The purpose of this paper is to investigate usability testing methods currently in use outside of library science, primarily in the business world, and to find important techniques that can be applied to library science to improve usability testing in libraries.
Objectives are achieved through a review of the business literature on qualitative and quantitative web site usability testing. The approach to the topic is based on an assumption that businesses are constantly refining their testing methods in order to make a profit; therefore, their testing methods are evolving and may ultimately be more efficient and effective than the techniques currently in use in libraries. Because businesses are dependent on consumer choice, they must provide user‐friendly web interfaces developed out of usability testing.
The findings of this paper illustrate that there are many useful kernels of information about testing that can be gleaned from the business literature and applied to testing in a library environment. Testing methods not in use in libraries that are covered include: process‐oriented testing, side‐by‐side testing, hybrid testing, and unique qualitative data gathering methods.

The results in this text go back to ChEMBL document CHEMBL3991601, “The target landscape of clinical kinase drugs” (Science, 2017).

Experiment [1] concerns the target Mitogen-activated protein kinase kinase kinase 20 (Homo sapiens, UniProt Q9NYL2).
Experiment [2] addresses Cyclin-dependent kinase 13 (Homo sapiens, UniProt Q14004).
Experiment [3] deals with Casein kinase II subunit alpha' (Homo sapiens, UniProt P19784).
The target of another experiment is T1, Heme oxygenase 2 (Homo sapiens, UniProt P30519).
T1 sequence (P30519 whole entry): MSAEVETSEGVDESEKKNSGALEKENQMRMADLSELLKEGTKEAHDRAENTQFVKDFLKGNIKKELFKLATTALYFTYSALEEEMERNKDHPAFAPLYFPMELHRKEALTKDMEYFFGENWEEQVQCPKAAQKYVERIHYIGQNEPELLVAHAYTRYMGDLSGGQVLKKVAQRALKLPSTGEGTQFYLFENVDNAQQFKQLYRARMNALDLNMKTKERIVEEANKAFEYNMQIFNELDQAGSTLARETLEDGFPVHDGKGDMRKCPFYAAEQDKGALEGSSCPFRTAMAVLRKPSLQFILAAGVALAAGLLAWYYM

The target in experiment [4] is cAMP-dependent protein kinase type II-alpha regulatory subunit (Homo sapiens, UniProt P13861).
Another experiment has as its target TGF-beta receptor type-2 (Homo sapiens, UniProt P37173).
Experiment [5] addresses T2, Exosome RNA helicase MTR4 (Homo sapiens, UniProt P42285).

There are many testing methods discussed in this paper that can be implemented in libraries. The paper suggests how these methods can be adapted to fit a library testing setting and improve the current testing process in place in most libraries. Improved testing methods will ultimately result in improved web site interfaces, which will increase user access to information and help libraries fulfill their missions to make information and online resources accessible to all.
Usability testing methods currently not in use in libraries are proposed. The methods discussed can help librarians change and improve their testing methodologies in order to help libraries compete in the increasingly crowded information marketplace.
CitationDownload as .RIS
Emerald Group Publishing Limited
Copyright © 2007, Emerald Group Publishing Limited